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Women in Pakistan - Finding Themselves a Niche

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    Women in Pakistan - Finding Themselves a Niche

    Despit the biased views of many of Pakistan's doomsayers regarding the treatment of women. It is encouraging to see that Indian women like Manoshi Mitra have taken time out and gone to Pakistan to find out the real situation of women.
    And found that Pakistani women are increasinlgy confident in fighting and acquiring their social and economic rights.

    http://www.timesofindia.com/today/07edit4.htm


    Women in Pakistan
    Finding Themselves a Niche

    By MANOSHI MITRA

    WHEN thinking of women in Pakistan, the images that often spring to mind are either of beautiful, bejewelled begums, imprisoned in purdah, or women subjected to karokari and other forms of patriarchal domination and restriction. However, there are other faces to these women, many of which are unknown to us in India. While engaged recently in field research in rural Pakistan, I met some of the brightest and most energetic young women, from middle class rural and mofussil backgrounds, who were highly educated and extremely motivated to carve out a niche for themselves.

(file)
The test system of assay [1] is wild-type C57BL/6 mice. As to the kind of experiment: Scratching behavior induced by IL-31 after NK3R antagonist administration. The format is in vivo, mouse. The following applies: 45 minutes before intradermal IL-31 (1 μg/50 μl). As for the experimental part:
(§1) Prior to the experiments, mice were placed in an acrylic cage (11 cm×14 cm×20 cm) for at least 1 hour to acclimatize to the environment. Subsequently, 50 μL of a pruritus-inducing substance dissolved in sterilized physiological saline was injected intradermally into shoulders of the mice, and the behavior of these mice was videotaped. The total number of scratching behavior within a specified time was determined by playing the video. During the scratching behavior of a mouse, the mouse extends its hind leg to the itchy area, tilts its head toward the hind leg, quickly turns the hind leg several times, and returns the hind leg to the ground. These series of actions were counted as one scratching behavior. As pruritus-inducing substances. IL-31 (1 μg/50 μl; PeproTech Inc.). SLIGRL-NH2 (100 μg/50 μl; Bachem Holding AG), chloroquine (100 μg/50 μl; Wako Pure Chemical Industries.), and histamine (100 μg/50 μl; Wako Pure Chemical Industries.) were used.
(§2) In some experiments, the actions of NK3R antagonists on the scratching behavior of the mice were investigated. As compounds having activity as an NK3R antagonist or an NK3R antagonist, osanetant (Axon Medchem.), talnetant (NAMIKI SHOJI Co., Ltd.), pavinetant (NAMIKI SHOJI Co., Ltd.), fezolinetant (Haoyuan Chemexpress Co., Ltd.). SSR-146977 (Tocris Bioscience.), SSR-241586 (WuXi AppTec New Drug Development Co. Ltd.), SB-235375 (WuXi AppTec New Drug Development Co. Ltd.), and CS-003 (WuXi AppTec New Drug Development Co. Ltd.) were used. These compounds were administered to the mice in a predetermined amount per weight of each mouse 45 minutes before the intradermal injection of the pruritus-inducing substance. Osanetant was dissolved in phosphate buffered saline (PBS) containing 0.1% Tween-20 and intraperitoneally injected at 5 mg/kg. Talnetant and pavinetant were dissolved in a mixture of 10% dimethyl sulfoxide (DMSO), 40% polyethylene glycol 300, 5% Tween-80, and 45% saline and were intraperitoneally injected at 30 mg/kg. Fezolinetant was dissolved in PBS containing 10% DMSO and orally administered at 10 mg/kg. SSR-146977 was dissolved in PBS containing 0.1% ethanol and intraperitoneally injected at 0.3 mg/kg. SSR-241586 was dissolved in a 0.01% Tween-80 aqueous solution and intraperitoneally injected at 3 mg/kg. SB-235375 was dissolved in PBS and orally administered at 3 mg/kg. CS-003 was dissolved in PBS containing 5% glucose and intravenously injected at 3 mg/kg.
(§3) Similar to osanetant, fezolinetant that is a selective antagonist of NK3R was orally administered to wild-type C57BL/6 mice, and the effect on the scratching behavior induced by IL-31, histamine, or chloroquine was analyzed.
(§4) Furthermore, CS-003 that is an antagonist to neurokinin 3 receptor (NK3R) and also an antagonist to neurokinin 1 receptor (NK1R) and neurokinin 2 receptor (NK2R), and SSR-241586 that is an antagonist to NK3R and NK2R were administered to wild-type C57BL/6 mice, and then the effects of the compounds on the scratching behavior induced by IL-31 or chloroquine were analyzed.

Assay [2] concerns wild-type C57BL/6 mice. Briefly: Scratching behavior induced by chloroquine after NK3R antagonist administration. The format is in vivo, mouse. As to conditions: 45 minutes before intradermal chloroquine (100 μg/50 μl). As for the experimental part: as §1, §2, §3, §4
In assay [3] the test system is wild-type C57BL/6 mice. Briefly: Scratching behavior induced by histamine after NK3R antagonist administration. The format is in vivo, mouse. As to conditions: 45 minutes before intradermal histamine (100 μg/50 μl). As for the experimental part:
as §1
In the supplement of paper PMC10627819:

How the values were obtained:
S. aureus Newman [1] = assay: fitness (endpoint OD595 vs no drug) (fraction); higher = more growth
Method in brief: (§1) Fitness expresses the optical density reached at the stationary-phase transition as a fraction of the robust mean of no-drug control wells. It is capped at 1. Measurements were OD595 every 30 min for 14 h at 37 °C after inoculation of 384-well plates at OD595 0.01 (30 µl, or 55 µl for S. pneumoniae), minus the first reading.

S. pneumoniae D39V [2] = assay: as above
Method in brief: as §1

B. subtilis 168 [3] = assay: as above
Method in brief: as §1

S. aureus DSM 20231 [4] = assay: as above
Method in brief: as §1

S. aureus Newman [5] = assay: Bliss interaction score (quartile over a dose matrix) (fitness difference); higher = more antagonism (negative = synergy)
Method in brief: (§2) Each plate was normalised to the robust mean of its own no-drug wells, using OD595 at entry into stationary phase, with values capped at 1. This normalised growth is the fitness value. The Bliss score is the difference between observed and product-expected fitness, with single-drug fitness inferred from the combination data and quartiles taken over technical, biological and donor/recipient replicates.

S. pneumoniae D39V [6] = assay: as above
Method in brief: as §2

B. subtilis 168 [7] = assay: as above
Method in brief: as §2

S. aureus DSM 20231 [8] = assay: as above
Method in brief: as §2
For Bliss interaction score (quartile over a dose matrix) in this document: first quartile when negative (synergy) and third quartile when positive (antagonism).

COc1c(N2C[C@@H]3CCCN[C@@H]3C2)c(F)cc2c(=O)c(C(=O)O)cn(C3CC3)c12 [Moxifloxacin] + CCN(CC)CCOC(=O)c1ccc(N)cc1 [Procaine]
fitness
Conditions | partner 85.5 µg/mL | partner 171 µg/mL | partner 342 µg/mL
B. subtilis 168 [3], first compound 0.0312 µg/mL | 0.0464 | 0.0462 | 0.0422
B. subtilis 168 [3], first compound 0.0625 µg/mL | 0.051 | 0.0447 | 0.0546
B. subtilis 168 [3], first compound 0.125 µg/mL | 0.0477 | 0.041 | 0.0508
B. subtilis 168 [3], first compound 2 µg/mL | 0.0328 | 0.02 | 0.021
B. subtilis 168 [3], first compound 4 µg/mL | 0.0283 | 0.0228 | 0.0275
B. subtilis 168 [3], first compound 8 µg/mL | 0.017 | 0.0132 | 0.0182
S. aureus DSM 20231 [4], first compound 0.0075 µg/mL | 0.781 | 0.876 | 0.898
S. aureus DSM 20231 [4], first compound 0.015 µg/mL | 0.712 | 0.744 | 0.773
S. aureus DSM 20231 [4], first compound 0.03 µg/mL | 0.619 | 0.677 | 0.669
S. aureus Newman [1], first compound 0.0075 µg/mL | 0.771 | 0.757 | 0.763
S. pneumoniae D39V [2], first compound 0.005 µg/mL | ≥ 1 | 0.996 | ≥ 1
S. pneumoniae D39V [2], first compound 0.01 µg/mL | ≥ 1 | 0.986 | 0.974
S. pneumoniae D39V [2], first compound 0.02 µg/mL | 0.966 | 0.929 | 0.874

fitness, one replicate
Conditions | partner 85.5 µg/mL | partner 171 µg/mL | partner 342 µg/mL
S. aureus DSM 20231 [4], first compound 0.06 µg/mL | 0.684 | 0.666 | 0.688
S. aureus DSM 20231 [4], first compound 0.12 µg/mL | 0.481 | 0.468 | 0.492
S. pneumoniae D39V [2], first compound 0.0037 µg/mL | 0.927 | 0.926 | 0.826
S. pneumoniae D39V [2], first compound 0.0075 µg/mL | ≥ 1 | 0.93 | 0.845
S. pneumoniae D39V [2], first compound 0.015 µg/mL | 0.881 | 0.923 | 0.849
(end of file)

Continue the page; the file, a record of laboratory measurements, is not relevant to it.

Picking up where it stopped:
Contrary to popular perception, the parents were highly supportive towards the desires and ambitions of their daughters, facilitating and encouraging them to take up demanding jobs. These were young women who were out to change the world and who chose to work with non-government organisations and research institutions. They took their first major step towards independence when they left home to study in universities, often in other towns.

    The next big step for these young women came when they became the first girls ever in their families to take up paid employment and not opt for marriage right after college. Young women strongly preferred working with NGOs. NGO employment is not preferred by men on account of its temporary nature, as well as its relatively low ranking in terms of prestige. In any case, the nature of work with an NGO is very different from anything that is in the nature of acceptable types of jobs for young girls, such as in teaching, medicine, etc. I met young women from small Pakistani towns who had never travelled alone by bus, prior to joining NGOs. However, the norms set by NGOs include travel by local means of transport so as not to create further gaps between the NGO staff and rural communities that form their area of work.